Ten Thousand Things
Friday, February 5, 2010
GUAM NEEDS MORE TIME!! Petition & Comment Requests from Indigenous Chamoru & Residents of Guam
From Christina Illarmo at Weareguahan.com -- Call for transparency and extension of Draft Environmental Impact Statement (DEIS):
In 2006, Washington and Tokyo agreed to shift thousands of U.S. Marines from Okinawa after complaints that, with half of Japan's population of 47,000 US military personnel, the island was over burdened. Part of the deal struck by the two nations involved the relocation of forces and a massive military buildup on the island of Guam, without consulting the Guamanian population.
Currently the US military occupies approximately 1/3 of the Guam's landmass.
One of the many issues local Guam residents are concerned about are the measures the military will take to acquire the additional lands they seek to complete their mission. An Environmental Impact Study (EIS) was released last November using vague language making it unclear to private landowners whether or not the military would seek to negotiate with landowners instead of resorting to the use of eminent domain and/or land condemnation. This petition calls for the military to reveal to the public their plans to acquire land and to extend the period of time residents have to review and respond to said plan.
Genevieve at We Are Guahan has also asked for comments:
According to federal regulations, an EIS should “normally” be less than 150 pages. For “proposals of unusual scope or complexity” you’d normally get 300 pages. That’s probably why the 45 day commenting period is normally sufficient, but the 90 days given to Guam residents to review 10,000 pages is not. …Please make this comment at the Guam Build Up website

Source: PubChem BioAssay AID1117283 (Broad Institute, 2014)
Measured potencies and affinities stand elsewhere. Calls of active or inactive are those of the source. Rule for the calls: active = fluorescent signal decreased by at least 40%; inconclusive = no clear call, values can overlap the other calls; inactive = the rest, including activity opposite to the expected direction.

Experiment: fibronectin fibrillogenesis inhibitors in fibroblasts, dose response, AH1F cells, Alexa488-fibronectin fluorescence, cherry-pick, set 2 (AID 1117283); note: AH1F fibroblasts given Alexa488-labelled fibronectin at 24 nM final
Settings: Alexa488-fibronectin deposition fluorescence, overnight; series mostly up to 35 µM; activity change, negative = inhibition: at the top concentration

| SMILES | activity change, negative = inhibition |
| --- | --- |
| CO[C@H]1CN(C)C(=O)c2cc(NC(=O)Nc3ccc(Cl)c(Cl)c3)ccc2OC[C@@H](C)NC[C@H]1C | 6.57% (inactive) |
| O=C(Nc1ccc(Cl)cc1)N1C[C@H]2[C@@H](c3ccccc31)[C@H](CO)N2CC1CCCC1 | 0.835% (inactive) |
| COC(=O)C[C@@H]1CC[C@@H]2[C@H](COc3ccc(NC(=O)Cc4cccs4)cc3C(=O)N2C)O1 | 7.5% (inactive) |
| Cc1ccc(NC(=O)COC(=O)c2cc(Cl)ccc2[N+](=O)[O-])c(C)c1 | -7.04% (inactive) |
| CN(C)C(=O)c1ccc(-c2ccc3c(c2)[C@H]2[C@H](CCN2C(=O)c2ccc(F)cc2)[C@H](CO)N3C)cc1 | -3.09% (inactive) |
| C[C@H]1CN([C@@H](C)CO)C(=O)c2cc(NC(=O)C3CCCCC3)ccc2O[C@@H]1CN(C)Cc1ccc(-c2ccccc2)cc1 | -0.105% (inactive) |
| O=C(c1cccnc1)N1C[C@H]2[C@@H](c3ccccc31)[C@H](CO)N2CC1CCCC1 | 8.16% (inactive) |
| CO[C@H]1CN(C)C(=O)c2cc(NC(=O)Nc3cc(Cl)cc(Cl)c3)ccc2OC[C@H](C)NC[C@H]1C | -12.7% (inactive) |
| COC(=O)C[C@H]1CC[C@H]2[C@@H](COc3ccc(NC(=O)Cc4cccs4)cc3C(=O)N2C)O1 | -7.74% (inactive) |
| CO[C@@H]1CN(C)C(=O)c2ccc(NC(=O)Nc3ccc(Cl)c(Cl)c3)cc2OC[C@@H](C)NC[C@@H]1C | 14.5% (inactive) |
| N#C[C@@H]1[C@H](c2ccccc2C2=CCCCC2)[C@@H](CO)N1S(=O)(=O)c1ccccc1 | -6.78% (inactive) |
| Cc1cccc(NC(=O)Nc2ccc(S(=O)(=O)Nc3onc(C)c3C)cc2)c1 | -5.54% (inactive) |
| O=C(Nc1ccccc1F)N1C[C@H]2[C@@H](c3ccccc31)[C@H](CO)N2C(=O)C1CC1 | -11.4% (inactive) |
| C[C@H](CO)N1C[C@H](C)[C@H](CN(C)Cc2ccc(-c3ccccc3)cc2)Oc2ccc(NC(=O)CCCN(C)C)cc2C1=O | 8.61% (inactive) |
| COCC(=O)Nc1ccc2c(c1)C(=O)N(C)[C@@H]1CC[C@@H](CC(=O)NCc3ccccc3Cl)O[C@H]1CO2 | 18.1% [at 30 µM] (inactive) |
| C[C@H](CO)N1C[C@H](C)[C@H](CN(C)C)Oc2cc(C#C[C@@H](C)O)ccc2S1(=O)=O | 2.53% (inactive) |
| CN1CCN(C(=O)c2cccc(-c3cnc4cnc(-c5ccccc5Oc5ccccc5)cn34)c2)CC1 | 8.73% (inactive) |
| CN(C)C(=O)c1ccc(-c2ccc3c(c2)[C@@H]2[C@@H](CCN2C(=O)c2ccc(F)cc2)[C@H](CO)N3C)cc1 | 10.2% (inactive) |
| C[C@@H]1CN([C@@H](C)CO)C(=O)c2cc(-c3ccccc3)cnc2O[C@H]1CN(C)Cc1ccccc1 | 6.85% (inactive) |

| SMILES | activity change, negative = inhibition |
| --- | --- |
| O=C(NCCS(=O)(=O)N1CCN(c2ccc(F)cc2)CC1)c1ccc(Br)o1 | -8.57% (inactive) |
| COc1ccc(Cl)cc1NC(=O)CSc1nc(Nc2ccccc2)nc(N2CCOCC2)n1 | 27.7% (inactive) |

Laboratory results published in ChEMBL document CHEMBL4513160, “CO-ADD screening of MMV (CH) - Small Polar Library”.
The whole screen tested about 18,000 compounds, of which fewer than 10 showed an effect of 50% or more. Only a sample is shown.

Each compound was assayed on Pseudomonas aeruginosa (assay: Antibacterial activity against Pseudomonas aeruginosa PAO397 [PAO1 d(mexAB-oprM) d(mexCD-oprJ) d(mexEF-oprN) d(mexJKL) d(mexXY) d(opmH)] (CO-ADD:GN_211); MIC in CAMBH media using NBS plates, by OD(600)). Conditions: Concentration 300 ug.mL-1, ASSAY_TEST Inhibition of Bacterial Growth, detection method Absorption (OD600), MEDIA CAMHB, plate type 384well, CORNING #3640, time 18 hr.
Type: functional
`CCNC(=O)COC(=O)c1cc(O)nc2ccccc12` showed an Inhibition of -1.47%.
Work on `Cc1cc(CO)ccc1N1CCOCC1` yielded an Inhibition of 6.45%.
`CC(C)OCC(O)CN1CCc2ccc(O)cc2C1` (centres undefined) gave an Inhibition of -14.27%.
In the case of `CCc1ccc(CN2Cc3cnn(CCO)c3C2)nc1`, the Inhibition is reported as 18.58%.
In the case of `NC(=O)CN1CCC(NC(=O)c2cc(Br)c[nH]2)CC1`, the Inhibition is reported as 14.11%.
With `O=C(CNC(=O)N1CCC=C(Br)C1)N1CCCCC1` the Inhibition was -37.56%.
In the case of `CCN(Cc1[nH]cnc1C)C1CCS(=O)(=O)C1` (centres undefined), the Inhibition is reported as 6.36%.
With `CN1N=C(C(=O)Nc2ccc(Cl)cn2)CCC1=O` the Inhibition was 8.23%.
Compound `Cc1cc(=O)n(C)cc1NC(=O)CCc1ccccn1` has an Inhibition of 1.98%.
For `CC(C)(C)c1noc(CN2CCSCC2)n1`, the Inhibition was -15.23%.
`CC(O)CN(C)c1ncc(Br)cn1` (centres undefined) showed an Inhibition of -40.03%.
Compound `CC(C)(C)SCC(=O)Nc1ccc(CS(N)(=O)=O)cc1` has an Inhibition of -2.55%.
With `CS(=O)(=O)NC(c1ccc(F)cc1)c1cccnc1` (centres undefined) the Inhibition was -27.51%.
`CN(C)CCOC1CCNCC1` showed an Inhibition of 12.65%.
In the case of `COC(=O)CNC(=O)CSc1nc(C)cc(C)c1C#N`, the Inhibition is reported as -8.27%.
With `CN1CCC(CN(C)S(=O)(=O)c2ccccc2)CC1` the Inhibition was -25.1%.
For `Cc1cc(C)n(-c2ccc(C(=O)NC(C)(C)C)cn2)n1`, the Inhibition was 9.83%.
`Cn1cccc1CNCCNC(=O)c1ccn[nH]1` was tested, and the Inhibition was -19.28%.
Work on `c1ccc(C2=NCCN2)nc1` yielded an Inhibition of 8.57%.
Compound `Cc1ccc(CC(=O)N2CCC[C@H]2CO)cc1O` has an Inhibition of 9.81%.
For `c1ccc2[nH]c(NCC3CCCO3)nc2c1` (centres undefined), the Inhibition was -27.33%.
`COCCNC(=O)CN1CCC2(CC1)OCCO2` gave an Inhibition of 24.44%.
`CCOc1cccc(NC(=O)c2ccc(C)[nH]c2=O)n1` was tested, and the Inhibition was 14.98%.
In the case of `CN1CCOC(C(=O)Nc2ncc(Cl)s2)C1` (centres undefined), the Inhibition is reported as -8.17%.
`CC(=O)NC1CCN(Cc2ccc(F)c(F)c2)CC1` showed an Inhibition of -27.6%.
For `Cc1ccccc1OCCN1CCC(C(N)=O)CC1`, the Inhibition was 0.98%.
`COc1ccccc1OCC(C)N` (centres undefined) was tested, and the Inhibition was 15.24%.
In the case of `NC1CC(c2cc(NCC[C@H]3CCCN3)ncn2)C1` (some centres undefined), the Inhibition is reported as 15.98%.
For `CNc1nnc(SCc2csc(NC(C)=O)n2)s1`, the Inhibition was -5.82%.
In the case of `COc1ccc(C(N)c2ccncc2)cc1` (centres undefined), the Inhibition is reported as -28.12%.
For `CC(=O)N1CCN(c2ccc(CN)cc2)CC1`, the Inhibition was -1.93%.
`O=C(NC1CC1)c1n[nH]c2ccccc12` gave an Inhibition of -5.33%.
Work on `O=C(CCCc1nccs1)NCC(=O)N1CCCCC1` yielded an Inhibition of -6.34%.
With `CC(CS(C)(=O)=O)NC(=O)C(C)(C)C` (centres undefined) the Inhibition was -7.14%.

* Related blog
Tuesday, February 9, 2010
[Site Fwd: Ten Thousand Things] Jeju Island, Korea • Okinawa • Guam: Why does the US want more & bigger military bases in the Asia-Pacific?
* Other info. from Jean Downy, Kyle Kajihiro, Makiko Sato, Rick Rozoff
Japanese Parliamentarian advises Guam residents to ’speak out and stand up for their rights’
February 11, 2010
Guam legislature tells Japanese delegation “No More Troops”
February 11, 2010
JAPANESE LAWMAKERS STOP OVER SAIPAN
Relocation of up to 4,000 US troops to CNMI mulled
February 11, 2010
We are Guahan: Ask for More Time for Review of EIS on US Military Base Expansion!
Wednesday, January 27, 2010
Ten Thousand Things
January 3, 2010
U.S. military eyes Guam as staging post to counter threats
Why Guam's Buildup? (Japanese/ English)
Sunday, January 10, 2010
Video Fwd: Guam says "No Deal!" to U.S. Military Buildup
* Text from Kyle Kajihiro (keboi808(at)gmail.com) on Jan. 9, 2009
'The U.S. military currently is conducting public hearings on its draft environmental impact statement for its military buildup in Guam and the Northern Marianas islands. At the first hearing, residents overwhelmingly opposed the plan. Here is a powerful testimony by prophet-poet Melvin Won Pat-Borja, a former mentor with YouthSpeaks Hawai’i who now teaches in Guam.
Guam says "No Deal!" to the U.S. Military Buildup (Youtube URL)
Description from the YouTube page: